Blueberry Jubilee seeks ideas
Spring in the air means many things, but residents with a taste for fruit invariably start to think of blueberries.
This time of the year the Blueberry Jubilee Council gears up for the second Saturday in June. Upwards of 10,000 people will come from miles around and from out of state to sample a wide variety of food, fun and bargains. The Jubilee’s goal is to promote Poplarville and the blueberry industry in Pearl River County and to provide grants for programs and projects for the community.
Managing that many people and seeing that there are a wide range of activities available requires the coordination of committees.
At its March meeting, the council heard status reports on several of the facets of the event.
One of the more important items and a signature of the Jubilee is the design used on the T-shirts and incorporated into the Jubilee poster design.
Council president Mark Bridgers said design ideas should be submitted by the end of March. A finished design be need not be submitted as had necessary in previous years. An idea or simple sketch would be sufficient, he said. The company that produces the T-shirts will complete the design process.
Mary Etta Moody with the Poplarville Storytellers Guild updated the council on preparations for that group’s events at the Jubilee.
Moody said this year the Friday evening events would be expanded with the addition of another musical group. The newly added Cross Tie will start the evening at 6 with an hour of bluegrass music followed by an hour of storytelling from members of the guild. The evening will be capped by Jubilee veterans The Driskill Mountain Boys, a bluegrass band.
All of Friday’s storytelling activities will be at the regular Jubilee site in the parking lot of the Poplarville school district offices on South Julia Street, one block off of Main Street. In case of rain, those events will be in the First United Methodist Church Youth Building four blocks further down Julia Street.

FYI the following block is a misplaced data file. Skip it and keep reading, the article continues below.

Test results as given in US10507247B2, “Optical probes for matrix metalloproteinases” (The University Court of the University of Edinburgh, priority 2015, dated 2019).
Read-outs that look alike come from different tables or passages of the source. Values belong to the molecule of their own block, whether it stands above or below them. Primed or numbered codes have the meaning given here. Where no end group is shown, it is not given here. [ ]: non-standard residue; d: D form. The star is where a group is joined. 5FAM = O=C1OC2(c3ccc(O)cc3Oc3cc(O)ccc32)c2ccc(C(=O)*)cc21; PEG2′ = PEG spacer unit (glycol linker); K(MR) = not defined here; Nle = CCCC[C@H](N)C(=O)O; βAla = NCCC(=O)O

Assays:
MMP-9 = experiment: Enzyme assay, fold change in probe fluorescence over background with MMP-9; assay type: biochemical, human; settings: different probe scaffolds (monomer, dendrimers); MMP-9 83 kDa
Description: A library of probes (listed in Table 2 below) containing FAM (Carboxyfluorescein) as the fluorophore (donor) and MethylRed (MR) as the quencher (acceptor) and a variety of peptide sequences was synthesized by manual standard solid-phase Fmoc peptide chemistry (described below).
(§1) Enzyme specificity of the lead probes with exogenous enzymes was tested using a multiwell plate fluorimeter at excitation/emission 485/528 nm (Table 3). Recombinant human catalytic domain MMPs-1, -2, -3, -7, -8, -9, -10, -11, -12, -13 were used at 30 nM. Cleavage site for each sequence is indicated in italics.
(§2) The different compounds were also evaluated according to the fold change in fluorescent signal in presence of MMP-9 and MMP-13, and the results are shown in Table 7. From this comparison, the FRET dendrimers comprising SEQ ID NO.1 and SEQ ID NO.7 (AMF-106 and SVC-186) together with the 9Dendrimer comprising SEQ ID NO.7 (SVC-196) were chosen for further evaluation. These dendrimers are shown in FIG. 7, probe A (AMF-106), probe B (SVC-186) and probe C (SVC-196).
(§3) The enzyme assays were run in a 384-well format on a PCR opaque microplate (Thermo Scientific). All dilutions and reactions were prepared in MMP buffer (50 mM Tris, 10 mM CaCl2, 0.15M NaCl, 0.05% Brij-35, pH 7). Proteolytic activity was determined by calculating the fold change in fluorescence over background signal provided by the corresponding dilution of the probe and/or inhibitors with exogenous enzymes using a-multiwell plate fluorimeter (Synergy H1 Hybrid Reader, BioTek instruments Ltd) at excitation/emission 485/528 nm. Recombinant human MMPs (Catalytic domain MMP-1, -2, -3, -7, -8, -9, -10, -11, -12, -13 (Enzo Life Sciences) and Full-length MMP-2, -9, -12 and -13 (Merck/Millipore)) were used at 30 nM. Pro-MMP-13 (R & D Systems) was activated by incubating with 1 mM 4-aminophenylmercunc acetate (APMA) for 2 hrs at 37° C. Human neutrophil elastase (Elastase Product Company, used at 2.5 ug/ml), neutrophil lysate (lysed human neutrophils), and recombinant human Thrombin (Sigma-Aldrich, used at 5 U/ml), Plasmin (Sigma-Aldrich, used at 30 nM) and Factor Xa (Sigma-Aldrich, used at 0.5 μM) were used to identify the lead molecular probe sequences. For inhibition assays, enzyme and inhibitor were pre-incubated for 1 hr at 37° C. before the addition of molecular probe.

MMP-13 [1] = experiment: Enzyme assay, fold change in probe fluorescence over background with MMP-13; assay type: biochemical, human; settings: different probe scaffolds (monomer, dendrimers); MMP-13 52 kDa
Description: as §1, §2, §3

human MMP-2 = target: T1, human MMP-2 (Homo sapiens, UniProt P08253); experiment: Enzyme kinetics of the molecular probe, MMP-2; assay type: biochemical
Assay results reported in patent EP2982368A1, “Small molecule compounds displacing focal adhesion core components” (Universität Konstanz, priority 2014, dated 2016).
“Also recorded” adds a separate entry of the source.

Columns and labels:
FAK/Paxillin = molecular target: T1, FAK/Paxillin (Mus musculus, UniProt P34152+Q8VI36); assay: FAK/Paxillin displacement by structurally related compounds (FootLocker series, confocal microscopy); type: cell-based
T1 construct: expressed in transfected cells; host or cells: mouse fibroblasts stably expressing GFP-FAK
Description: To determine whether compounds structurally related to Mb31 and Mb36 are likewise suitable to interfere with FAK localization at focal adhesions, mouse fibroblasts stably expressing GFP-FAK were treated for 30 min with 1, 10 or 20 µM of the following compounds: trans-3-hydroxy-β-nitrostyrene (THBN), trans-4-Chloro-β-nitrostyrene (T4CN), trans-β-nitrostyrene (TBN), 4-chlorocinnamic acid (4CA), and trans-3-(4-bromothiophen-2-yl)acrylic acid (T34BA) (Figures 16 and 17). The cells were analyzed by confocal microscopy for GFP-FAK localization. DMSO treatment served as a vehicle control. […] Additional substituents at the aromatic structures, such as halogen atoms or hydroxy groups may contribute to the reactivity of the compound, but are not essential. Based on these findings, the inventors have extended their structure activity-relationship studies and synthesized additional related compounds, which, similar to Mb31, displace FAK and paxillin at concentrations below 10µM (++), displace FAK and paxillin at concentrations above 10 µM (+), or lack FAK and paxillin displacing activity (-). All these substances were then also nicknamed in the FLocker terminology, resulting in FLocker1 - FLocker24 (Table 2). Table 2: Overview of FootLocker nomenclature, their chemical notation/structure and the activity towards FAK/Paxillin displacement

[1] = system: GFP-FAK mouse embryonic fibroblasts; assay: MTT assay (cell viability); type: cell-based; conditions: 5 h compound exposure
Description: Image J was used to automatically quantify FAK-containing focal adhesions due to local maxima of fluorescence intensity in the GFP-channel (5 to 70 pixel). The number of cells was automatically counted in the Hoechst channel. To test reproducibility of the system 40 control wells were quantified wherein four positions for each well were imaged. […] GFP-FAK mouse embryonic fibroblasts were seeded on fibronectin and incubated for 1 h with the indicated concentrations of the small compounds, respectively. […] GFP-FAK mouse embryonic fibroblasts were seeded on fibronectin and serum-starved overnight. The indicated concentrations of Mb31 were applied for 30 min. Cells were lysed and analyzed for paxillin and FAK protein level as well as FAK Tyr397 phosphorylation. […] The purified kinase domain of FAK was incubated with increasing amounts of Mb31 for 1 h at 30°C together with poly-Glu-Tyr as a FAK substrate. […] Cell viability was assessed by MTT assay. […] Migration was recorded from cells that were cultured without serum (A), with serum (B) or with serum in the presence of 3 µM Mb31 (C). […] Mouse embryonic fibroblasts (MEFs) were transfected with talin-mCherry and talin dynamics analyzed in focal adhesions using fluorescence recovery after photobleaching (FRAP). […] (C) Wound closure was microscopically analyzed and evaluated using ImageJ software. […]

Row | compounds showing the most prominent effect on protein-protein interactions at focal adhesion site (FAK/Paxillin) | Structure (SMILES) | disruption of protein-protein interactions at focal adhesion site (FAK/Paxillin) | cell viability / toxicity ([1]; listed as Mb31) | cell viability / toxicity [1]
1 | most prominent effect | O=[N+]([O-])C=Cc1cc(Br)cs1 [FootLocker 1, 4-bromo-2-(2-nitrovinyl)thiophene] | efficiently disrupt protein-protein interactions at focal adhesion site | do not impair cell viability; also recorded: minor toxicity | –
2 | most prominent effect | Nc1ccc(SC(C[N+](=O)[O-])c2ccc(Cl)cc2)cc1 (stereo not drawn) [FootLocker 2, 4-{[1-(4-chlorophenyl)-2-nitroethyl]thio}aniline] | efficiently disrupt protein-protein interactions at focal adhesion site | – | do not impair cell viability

Saturday’s storytelling starts a 9 a.m. and continues until 3 p.m. at the Youth Building.
The next meeting of the Blueberry Jubilee Council is 5:30 p.m. Monday, April 7.
Blueberries are the second most popular berry in the United States.
A one-cup serving of fresh blueberries gives 5 grams of fiber (more than most fruits and vegetables) at a cost of only 80 calories.
There has been a 50 percent increase in consumption of blueberries during the last 10 years.
Indians in the Northwest Territory smoked wild blueberries to preserve them for the winter.
Blueberries contain no cholesterol or fat and are also low in calories. They are a good source of vitamin C and fiber.
Blueberries are ranked No. 1 in antioxidant activity compared with 40 other commercially available fruits and vegetables. That means a serving of blueberries has more of the antioxidant power you need to fight aging, cancer and heart disease.
Blueberry season is from May to September. Look for berries with a silvery ‘bloom’, this is a natural protective coating. They should be refrigerated as quickly as possible and kept dry. Do not wash until you are ready to use them. They will last for up to two weeks if stored properly.